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. Last Updated: 07/27/2016

Reformers Hail Historian's Last Stand

A new book on former Soviet leaders by a historian famous for revealing the truth about Communist Party repressions should be a lesson for the present regime, prominent liberals said Tuesday.


"The Seven Leaders" is the final work of Dmitry Volkogonov, the military historian and one-time aide to President Boris Yeltsin who died last month of cancer.


"At this moment of confusion and a waning of the democratic process," a book about the political careers of communist leaders can teach current leaders important lessons, said Alexander Yakovlev, author of Mikhail Gorbachev's democratic reforms.


Yakovlev presented to journalists the two-volume book of profiles on leaders from Vladimir Lenin to Gorbachev.


Volkogonov's book "shows how we must not live," said Sergei Filatov, Yeltsin's former chief of staff who stepped down last week in a Kremlin reshuffle. "Unfortunately, many things happen precisely the way they should not," he said, clearly meaning the Kremlin's recent policies that many observers said steered away from reforms.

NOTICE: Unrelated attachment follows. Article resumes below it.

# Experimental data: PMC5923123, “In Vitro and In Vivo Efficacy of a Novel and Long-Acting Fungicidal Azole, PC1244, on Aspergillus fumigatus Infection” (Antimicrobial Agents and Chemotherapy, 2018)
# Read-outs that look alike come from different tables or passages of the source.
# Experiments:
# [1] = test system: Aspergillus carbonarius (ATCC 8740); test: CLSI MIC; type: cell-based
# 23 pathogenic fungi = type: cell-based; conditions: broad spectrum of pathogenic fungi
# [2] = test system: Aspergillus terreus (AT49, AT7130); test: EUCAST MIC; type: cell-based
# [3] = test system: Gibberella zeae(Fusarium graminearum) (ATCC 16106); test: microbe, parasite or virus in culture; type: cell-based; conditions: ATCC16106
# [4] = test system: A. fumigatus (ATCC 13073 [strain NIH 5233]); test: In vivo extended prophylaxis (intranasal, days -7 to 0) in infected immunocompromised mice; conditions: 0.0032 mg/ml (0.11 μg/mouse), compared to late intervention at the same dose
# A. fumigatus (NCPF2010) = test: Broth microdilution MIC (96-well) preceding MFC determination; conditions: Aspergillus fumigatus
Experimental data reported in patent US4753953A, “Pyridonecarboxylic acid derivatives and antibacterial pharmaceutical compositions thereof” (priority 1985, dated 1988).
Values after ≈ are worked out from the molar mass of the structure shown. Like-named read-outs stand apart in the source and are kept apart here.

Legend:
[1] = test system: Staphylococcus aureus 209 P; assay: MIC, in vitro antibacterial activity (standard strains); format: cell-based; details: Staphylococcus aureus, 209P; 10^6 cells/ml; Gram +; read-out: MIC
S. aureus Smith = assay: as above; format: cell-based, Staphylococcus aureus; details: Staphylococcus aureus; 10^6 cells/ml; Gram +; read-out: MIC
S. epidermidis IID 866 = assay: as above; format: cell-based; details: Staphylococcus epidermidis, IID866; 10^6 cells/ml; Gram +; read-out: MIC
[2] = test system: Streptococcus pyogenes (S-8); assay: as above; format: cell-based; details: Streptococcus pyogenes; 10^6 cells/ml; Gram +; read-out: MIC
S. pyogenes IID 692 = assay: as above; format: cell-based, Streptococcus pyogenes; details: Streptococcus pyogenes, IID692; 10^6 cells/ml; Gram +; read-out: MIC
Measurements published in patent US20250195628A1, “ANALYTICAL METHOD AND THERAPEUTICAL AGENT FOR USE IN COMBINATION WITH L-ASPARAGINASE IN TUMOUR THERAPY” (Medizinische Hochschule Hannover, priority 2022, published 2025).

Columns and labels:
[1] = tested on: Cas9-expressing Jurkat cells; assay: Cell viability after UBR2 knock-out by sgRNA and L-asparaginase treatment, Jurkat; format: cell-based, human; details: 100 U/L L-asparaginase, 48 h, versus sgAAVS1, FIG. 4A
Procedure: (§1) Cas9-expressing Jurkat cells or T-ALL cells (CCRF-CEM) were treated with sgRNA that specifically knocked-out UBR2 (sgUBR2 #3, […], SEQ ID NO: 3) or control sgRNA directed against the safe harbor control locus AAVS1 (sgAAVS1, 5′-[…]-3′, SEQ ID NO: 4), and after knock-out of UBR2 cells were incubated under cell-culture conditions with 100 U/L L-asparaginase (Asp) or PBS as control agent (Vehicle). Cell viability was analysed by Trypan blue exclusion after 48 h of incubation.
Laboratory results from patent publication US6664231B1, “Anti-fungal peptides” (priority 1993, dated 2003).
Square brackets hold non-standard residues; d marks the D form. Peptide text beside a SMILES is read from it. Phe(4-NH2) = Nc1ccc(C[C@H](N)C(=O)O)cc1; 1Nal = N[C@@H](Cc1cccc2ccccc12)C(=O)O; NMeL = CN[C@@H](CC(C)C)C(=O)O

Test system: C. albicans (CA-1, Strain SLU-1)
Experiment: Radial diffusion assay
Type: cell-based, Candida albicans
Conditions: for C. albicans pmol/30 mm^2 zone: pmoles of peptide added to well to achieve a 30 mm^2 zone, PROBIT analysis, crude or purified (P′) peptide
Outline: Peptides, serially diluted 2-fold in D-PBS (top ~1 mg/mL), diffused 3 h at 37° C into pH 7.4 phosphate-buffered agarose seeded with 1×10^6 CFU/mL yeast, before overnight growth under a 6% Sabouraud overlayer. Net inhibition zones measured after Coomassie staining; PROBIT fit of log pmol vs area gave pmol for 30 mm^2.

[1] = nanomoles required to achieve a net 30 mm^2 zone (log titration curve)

Volkogonov wrote more than 30 books. Best known are his biographies of Lenin, Josef Stalin and Leon Trotsky, written in recent years on the basis of newly opened archive materials. He had extensive access to Soviet military archives and was one of the first historians in Russia to make public the extent of the Communist repressions.


One of his most dramatic findings was that the purges began immediately when the Bolsheviks took power in 1917 and were launched by Lenin himself.


"The Seven Leaders" is based on those materials as well as other documents from archives, memoirs and other sources in Russia and abroad.


Rudolf Pikhoya, former head of the State Russian Archives, another liberal who retired last week, praised Volkogonov's tireless search for the truth. "This book is the first real work on the history of the Soviet political structure."


In the preface, Volkogonov wrote that the hardest thing was to battle his own old views. "Perhaps the only thing I have really accomplished is to break up with the things to which I prayed for years," he wrote about communism.


"I have a share of common guilt. And I intend to express my repentance by modest work to pacify the disturbed society that needs accord most of all."